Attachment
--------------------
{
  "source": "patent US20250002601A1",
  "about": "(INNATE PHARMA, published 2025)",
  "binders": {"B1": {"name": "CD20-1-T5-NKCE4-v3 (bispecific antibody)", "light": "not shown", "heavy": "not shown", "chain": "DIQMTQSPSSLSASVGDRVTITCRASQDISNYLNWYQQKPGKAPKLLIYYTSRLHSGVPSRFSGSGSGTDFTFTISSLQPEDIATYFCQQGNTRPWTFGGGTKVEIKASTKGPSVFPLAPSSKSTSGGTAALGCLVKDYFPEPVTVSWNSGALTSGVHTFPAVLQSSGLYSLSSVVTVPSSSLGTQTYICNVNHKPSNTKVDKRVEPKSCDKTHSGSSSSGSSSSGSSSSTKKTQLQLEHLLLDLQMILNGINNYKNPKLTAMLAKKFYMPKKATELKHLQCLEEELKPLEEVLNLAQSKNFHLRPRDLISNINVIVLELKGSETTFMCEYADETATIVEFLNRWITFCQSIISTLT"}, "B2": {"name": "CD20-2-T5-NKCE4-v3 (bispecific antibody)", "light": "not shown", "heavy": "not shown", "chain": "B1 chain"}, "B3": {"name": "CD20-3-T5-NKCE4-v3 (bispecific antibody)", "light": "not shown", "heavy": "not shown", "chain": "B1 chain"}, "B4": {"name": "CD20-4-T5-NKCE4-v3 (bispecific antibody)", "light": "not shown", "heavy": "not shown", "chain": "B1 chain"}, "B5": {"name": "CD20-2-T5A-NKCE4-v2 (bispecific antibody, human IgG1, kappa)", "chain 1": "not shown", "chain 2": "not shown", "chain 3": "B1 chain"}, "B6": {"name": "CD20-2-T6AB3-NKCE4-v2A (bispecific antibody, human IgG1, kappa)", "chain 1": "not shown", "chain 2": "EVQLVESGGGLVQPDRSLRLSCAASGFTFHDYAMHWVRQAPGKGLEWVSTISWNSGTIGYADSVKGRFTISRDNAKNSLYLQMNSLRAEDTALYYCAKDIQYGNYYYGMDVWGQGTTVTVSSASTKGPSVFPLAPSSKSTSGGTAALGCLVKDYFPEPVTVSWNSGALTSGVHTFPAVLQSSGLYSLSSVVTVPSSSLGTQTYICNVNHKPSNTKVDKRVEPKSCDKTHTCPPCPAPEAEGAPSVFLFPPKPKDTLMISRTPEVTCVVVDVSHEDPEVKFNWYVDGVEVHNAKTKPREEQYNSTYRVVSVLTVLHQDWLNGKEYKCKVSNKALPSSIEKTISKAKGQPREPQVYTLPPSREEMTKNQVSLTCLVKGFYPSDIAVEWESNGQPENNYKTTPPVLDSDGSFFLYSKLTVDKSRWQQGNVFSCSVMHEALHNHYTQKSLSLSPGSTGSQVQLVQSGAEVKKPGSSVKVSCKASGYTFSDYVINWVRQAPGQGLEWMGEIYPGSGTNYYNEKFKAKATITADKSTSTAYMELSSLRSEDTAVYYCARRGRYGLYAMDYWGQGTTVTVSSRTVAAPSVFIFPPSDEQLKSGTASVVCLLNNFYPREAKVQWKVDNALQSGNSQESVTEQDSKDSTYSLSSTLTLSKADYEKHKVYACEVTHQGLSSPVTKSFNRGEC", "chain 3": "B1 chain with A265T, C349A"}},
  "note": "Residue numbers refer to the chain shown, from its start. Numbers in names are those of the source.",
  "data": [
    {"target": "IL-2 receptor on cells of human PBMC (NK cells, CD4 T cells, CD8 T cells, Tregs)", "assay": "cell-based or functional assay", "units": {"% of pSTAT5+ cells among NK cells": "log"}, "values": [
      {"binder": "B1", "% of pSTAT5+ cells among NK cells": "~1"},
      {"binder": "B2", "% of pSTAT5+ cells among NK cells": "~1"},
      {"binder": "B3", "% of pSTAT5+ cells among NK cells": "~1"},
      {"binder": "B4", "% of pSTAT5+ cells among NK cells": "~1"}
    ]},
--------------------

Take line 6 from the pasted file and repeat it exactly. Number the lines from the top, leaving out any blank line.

  "data": [